Such an attitude is not normal. I see Caleb as a florescent marker of the Spirit. You look through history and he sticks out, you can’t hide him. He doesn’t blend in and he certainly doesn’t drift into the cold dark night quietly. He shows up in Numbers 14:24, “But my servant Caleb, because he has a different spirit and has followed me fully, I will bring into the land into which he went, and his descendants shall possess it.”
Having a mood disorder like bipolar, passivity is brought to you on a platter. The meds are quite enough to mellow and control all your actions. (I believe in meds, btw). Spiritually, we suffer. It is hard for me to believe in God and worship Him if I have no initiative. I personally find a ferocious battle with myself when ever I try to move closer.
I want to close this out. I just want to point out this “zombie-ifcation syndrome” is real and that it often haunts us as mentally ill people. As a fellow believer in Jesus Christ I must resist and stand for Him. I need to be more aware of these issues, and not become part of the walking dead. Whatever it takes, I want to be alive. Being real, not sedated into a mindless stupor.
Combat veterans, sexual assault survivors, and other victims of trauma are vulnerable to a condition called Post-Traumatic Stress Disorder (PTSD). People with PTSD suffer from a range of symptoms that interfere with their capacities to enjoy normal life.
People who suffered suicidal conditions, particularly conditions that were chronic, recurrent, or included one or more attempts, may also be victims of PTSD. According to its definition, PTSD may result when a person suffers an event or situation that is outside the range of normal experience, exceeds the individual’s perceived ability to meet its demands, and poses a serious threat to the loss of life.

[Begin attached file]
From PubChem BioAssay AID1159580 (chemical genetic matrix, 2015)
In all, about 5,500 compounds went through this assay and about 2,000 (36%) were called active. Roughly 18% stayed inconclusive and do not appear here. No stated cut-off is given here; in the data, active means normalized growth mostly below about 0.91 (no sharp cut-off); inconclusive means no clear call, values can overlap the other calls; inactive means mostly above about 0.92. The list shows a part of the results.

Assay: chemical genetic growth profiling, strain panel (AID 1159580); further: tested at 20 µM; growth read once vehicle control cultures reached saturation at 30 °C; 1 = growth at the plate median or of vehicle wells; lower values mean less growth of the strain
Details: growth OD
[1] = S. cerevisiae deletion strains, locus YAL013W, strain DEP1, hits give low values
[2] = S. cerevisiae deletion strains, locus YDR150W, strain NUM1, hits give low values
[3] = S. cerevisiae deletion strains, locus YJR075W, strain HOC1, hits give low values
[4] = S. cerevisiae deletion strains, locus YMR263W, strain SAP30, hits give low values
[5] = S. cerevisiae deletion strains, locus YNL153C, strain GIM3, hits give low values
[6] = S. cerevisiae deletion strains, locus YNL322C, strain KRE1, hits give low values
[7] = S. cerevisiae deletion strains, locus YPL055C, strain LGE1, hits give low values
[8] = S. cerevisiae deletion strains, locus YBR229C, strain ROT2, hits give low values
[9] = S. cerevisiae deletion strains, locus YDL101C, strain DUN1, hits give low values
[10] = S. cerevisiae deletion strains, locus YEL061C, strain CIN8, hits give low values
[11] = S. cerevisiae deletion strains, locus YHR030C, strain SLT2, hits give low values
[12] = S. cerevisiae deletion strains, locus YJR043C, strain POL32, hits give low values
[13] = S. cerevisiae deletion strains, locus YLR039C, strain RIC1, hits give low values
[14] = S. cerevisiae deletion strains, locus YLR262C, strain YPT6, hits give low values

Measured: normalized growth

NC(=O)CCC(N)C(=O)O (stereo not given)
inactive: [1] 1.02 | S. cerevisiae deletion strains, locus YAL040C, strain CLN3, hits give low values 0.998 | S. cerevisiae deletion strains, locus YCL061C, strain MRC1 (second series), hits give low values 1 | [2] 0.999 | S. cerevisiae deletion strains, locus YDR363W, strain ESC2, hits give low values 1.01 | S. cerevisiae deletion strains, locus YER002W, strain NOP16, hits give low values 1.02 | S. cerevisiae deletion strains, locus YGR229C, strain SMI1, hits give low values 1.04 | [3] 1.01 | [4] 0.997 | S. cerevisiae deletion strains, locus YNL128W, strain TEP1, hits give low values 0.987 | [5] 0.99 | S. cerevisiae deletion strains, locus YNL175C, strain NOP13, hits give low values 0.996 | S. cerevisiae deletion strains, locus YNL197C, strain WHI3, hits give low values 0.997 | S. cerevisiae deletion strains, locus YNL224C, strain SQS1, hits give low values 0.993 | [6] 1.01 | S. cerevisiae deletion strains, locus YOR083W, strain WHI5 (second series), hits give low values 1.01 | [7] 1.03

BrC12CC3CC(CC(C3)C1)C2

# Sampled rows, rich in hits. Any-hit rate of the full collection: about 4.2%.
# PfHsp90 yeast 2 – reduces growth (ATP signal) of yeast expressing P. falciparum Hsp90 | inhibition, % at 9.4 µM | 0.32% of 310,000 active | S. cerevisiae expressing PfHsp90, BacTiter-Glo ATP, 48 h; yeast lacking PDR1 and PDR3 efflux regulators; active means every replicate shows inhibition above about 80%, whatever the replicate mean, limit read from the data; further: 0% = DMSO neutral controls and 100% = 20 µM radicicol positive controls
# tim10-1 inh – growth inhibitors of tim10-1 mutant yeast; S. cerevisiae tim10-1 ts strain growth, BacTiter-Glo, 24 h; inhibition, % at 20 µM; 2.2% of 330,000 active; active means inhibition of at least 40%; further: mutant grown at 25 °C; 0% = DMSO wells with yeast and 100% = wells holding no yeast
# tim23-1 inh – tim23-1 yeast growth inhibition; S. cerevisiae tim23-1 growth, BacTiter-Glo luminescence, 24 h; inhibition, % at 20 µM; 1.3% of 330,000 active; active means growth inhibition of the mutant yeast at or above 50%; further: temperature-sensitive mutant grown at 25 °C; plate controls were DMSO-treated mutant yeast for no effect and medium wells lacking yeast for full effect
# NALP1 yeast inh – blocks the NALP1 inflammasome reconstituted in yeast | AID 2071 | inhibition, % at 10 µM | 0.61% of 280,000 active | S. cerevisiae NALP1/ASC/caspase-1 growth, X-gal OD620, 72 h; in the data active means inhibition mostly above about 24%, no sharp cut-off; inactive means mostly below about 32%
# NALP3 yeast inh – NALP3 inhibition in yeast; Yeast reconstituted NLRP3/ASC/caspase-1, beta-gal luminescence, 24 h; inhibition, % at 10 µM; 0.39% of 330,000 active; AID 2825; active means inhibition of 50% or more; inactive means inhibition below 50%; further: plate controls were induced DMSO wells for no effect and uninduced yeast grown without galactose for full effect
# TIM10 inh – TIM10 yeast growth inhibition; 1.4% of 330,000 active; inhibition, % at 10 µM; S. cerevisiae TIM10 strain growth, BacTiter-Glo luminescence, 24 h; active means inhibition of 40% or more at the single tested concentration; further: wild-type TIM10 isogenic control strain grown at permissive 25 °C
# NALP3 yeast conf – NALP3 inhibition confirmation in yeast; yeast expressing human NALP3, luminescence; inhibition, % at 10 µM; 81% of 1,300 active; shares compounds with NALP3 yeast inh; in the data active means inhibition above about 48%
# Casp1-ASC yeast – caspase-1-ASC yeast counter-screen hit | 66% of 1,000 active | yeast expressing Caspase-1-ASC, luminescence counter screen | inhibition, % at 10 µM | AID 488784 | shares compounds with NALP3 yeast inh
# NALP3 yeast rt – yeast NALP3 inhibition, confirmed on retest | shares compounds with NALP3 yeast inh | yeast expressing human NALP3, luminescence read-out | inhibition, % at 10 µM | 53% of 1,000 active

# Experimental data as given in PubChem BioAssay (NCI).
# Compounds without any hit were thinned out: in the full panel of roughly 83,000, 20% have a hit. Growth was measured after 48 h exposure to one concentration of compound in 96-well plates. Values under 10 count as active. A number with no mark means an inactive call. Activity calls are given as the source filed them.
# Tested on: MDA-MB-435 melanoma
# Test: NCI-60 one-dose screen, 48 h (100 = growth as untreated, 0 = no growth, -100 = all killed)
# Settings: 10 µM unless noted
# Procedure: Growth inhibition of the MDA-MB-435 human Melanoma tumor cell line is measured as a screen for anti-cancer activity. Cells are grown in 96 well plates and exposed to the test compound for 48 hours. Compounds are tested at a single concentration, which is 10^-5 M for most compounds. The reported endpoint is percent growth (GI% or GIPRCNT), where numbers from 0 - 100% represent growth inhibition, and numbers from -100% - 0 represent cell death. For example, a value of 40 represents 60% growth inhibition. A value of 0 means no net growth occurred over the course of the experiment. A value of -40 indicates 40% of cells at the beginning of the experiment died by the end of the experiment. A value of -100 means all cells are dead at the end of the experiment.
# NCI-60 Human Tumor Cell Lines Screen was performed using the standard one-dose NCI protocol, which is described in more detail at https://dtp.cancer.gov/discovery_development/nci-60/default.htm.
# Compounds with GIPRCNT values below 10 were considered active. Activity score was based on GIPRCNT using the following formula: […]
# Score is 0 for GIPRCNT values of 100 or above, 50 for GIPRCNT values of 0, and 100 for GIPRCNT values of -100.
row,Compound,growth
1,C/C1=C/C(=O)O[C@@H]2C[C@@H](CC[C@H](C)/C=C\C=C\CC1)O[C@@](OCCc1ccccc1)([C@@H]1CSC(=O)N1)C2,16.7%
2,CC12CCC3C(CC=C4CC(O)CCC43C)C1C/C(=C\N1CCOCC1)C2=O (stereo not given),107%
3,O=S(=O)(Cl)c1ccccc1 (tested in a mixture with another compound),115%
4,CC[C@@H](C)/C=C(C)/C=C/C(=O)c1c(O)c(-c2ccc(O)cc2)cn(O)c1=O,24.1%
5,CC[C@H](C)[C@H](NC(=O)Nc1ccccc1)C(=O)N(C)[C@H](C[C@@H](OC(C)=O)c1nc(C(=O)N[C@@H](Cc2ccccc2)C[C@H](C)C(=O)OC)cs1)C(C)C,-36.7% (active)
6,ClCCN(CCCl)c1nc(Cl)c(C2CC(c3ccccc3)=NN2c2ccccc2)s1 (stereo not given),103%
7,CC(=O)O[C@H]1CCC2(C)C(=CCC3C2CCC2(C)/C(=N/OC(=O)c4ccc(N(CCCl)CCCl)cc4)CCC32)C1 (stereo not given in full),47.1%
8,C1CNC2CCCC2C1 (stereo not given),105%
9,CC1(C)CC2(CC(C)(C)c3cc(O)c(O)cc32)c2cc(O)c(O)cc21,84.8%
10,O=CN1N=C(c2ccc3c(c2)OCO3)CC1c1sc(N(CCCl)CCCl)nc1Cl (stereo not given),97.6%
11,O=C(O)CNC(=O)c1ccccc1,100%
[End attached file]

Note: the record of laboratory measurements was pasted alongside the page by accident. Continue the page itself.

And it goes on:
Suicidal people meet the formal criteria for PTSD. Severe and prolonged suicidal pain is not something that most people suffer. People in suicidal crises feel that they are at the breaking point of what they can cope with. Since 30,000 people die by suicide each year in the United States, it is a condition that posesses a serious threat to the loss of life.
Many of us are haunted by memories of acute crises, acts of self-injury, or extended periods of severe depression. Like citizens of a besieged city, we lived through periods of time in which we had a realistic and unrelenting fear that we would soon be dead. We suffer PTSD simply from having been suicidal, independently of whatever particular traumas may have contributed to our becoming suicidal, such as abuse during childhood or exposure to the violent death of someone else. Our “suicide PTSD” is also distinct from whatever traumatic events may happen as a result of being suicidal, such as involuntary hospitalization or job discrimination. Undoubtedly, most of us suffered many types of traumatic events in our lives, and these events and their consequences need to be addressed in recovery. But the suicidal crises themselves may be events that induce PTSD.
The PTSD literature for veterans and sex assault survivors lists conditions that are commonly found among survivors of those types of trauma. Survivors typically have only some of these symptoms, and the severity of a particular symptom may vary from individual to individual. Survivors of different types of traumatic events often have a different range of symptoms. A remarkably large number of these conditions are common among people with long-term histories of suicidal pain:
Problems with memory. Persistent, intrusive, and vivid memories concerning the traumatic situation. Events of daily life may trigger distressing memories related to the trauma. Memory lapses for parts of the traumatic situation. Many suicidal people are troubled by strong images, such as the feeling that they have bombs inside their bodies or a knife over their heads, and in recovery continue to be bothered by the memory of having had these images.